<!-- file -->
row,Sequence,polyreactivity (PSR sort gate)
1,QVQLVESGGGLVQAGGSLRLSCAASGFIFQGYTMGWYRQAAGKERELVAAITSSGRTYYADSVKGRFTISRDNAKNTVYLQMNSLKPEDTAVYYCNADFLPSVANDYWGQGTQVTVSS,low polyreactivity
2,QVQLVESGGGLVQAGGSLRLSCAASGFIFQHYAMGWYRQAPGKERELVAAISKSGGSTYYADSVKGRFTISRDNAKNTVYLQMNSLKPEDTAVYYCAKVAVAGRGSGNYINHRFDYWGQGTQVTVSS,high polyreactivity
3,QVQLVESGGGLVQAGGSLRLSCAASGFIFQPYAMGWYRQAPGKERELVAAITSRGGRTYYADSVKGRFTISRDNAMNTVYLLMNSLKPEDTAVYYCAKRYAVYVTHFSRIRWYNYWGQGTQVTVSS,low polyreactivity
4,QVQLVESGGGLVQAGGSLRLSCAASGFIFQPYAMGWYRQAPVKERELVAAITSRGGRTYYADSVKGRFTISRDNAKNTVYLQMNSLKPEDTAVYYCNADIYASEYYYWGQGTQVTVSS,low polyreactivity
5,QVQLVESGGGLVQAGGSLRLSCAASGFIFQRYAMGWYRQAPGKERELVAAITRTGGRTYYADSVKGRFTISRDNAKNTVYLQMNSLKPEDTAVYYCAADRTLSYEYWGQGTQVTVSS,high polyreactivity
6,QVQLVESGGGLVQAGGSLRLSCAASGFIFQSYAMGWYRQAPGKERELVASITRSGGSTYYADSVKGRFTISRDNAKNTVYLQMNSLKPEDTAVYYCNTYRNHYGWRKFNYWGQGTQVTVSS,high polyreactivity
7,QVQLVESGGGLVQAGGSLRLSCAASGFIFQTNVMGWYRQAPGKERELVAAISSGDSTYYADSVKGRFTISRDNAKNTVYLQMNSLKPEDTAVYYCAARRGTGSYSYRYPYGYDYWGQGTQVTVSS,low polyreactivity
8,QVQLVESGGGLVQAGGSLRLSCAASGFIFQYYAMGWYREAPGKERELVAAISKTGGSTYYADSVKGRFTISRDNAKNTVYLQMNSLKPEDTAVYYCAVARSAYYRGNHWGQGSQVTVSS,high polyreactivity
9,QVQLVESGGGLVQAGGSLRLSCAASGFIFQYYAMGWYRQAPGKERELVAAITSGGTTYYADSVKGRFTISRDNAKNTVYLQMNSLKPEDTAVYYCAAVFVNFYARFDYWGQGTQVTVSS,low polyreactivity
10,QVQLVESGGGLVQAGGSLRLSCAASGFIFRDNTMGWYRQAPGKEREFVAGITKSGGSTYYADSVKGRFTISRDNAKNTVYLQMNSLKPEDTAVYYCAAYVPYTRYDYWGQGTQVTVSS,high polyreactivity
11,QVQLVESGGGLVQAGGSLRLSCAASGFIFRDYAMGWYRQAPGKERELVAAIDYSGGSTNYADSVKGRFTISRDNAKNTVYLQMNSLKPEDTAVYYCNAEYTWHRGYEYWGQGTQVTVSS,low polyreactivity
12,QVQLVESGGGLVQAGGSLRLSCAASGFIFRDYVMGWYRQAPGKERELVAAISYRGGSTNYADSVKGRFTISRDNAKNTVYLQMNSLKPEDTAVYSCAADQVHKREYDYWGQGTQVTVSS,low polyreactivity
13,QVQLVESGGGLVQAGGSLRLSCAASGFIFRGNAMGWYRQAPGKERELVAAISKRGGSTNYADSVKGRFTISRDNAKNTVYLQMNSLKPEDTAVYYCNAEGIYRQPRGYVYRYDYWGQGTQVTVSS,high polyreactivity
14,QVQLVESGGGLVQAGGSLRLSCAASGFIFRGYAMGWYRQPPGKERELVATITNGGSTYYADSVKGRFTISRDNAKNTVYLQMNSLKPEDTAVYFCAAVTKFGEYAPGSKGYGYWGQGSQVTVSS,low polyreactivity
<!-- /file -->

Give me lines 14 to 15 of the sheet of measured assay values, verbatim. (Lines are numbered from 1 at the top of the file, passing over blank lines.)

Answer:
13,QVQLVESGGGLVQAGGSLRLSCAASGFIFRGNAMGWYRQAPGKERELVAAISKRGGSTNYADSVKGRFTISRDNAKNTVYLQMNSLKPEDTAVYYCNAEGIYRQPRGYVYRYDYWGQGTQVTVSS,high polyreactivity
14,QVQLVESGGGLVQAGGSLRLSCAASGFIFRGYAMGWYRQPPGKERELVATITNGGSTYYADSVKGRFTISRDNAKNTVYLQMNSLKPEDTAVYFCAAVTKFGEYAPGSKGYGYWGQGSQVTVSS,low polyreactivity